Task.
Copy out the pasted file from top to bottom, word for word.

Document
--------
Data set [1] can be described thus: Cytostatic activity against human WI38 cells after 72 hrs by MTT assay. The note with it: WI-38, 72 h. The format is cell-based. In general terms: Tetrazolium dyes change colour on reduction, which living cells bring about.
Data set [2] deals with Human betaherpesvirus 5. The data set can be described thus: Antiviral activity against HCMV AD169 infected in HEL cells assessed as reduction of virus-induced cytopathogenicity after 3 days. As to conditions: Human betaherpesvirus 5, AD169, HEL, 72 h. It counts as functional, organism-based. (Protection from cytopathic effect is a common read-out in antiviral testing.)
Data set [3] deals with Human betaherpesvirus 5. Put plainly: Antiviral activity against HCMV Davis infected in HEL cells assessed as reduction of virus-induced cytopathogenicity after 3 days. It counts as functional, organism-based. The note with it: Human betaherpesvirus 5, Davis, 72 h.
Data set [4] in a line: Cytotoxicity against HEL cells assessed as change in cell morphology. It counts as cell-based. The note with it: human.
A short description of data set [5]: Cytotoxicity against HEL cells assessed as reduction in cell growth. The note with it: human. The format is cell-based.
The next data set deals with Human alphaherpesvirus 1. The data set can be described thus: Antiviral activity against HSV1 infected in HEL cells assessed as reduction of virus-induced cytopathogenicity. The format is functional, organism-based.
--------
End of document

Data set [1] can be described thus: Cytostatic activity against human WI38 cells after 72 hrs by MTT assay. The note with it: WI-38, 72 h. The format is cell-based. In general terms: Tetrazolium dyes change colour on reduction, which living cells bring about.
Data set [2] deals with Human betaherpesvirus 5. The data set can be described thus: Antiviral activity against HCMV AD169 infected in HEL cells assessed as reduction of virus-induced cytopathogenicity after 3 days. As to conditions: Human betaherpesvirus 5, AD169, HEL, 72 h. It counts as functional, organism-based. (Protection from cytopathic effect is a common read-out in antiviral testing.)
Data set [3] deals with Human betaherpesvirus 5. Put plainly: Antiviral activity against HCMV Davis infected in HEL cells assessed as reduction of virus-induced cytopathogenicity after 3 days. It counts as functional, organism-based. The note with it: Human betaherpesvirus 5, Davis, 72 h.
Data set [4] in a line: Cytotoxicity against HEL cells assessed as change in cell morphology. It counts as cell-based. The note with it: human.
A short description of data set [5]: Cytotoxicity against HEL cells assessed as reduction in cell growth. The note with it: human. The format is cell-based.
The next data set deals with Human alphaherpesvirus 1. The data set can be described thus: Antiviral activity against HSV1 infected in HEL cells assessed as reduction of virus-induced cytopathogenicity. The format is functional, organism-based.